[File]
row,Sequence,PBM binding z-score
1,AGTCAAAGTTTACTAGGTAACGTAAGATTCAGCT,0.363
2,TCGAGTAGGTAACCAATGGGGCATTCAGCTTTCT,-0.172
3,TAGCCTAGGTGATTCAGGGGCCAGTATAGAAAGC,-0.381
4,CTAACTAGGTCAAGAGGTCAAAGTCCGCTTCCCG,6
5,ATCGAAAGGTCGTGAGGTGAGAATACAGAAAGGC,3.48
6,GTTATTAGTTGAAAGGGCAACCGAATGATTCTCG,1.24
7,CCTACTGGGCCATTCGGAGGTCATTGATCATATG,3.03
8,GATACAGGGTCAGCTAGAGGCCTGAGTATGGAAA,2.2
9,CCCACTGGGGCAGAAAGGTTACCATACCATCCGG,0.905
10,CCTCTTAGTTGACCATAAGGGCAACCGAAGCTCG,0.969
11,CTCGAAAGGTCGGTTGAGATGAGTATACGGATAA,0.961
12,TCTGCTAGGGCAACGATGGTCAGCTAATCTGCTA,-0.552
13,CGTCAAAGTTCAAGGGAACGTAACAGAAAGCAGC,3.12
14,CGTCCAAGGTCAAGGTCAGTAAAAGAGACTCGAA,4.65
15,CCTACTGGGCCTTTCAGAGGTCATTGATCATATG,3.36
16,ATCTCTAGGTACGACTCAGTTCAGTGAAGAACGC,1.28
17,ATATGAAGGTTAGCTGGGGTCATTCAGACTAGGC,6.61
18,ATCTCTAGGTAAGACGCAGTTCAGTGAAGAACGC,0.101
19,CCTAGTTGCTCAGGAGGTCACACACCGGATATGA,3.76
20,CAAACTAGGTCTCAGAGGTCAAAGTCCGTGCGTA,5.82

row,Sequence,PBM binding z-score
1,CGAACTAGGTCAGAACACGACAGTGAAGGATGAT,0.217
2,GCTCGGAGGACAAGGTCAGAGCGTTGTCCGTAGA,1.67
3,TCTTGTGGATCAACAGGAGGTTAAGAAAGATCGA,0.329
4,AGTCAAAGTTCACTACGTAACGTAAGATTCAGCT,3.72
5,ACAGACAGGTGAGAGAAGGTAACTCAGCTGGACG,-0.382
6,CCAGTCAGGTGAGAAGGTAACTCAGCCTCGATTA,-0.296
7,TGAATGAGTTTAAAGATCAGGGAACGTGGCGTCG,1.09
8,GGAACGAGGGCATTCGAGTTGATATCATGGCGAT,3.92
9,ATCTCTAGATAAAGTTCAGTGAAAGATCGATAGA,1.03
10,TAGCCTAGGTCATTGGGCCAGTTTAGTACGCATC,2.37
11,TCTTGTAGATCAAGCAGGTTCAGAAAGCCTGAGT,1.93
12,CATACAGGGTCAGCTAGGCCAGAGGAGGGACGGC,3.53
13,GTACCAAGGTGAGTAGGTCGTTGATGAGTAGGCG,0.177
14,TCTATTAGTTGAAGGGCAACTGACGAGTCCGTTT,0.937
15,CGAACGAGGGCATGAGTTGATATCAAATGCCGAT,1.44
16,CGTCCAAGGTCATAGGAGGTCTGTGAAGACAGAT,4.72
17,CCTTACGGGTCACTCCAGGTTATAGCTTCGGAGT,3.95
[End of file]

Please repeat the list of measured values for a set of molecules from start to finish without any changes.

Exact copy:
row,Sequence,PBM binding z-score
1,AGTCAAAGTTTACTAGGTAACGTAAGATTCAGCT,0.363
2,TCGAGTAGGTAACCAATGGGGCATTCAGCTTTCT,-0.172
3,TAGCCTAGGTGATTCAGGGGCCAGTATAGAAAGC,-0.381
4,CTAACTAGGTCAAGAGGTCAAAGTCCGCTTCCCG,6
5,ATCGAAAGGTCGTGAGGTGAGAATACAGAAAGGC,3.48
6,GTTATTAGTTGAAAGGGCAACCGAATGATTCTCG,1.24
7,CCTACTGGGCCATTCGGAGGTCATTGATCATATG,3.03
8,GATACAGGGTCAGCTAGAGGCCTGAGTATGGAAA,2.2
9,CCCACTGGGGCAGAAAGGTTACCATACCATCCGG,0.905
10,CCTCTTAGTTGACCATAAGGGCAACCGAAGCTCG,0.969
11,CTCGAAAGGTCGGTTGAGATGAGTATACGGATAA,0.961
12,TCTGCTAGGGCAACGATGGTCAGCTAATCTGCTA,-0.552
13,CGTCAAAGTTCAAGGGAACGTAACAGAAAGCAGC,3.12
14,CGTCCAAGGTCAAGGTCAGTAAAAGAGACTCGAA,4.65
15,CCTACTGGGCCTTTCAGAGGTCATTGATCATATG,3.36
16,ATCTCTAGGTACGACTCAGTTCAGTGAAGAACGC,1.28
17,ATATGAAGGTTAGCTGGGGTCATTCAGACTAGGC,6.61
18,ATCTCTAGGTAAGACGCAGTTCAGTGAAGAACGC,0.101
19,CCTAGTTGCTCAGGAGGTCACACACCGGATATGA,3.76
20,CAAACTAGGTCTCAGAGGTCAAAGTCCGTGCGTA,5.82

row,Sequence,PBM binding z-score
1,CGAACTAGGTCAGAACACGACAGTGAAGGATGAT,0.217
2,GCTCGGAGGACAAGGTCAGAGCGTTGTCCGTAGA,1.67
3,TCTTGTGGATCAACAGGAGGTTAAGAAAGATCGA,0.329
4,AGTCAAAGTTCACTACGTAACGTAAGATTCAGCT,3.72
5,ACAGACAGGTGAGAGAAGGTAACTCAGCTGGACG,-0.382
6,CCAGTCAGGTGAGAAGGTAACTCAGCCTCGATTA,-0.296
7,TGAATGAGTTTAAAGATCAGGGAACGTGGCGTCG,1.09
8,GGAACGAGGGCATTCGAGTTGATATCATGGCGAT,3.92
9,ATCTCTAGATAAAGTTCAGTGAAAGATCGATAGA,1.03
10,TAGCCTAGGTCATTGGGCCAGTTTAGTACGCATC,2.37
11,TCTTGTAGATCAAGCAGGTTCAGAAAGCCTGAGT,1.93
12,CATACAGGGTCAGCTAGGCCAGAGGAGGGACGGC,3.53
13,GTACCAAGGTGAGTAGGTCGTTGATGAGTAGGCG,0.177
14,TCTATTAGTTGAAGGGCAACTGACGAGTCCGTTT,0.937
15,CGAACGAGGGCATGAGTTGATATCAAATGCCGAT,1.44
16,CGTCCAAGGTCATAGGAGGTCTGTGAAGACAGAT,4.72
17,CCTTACGGGTCACTCCAGGTTATAGCTTCGGAGT,3.95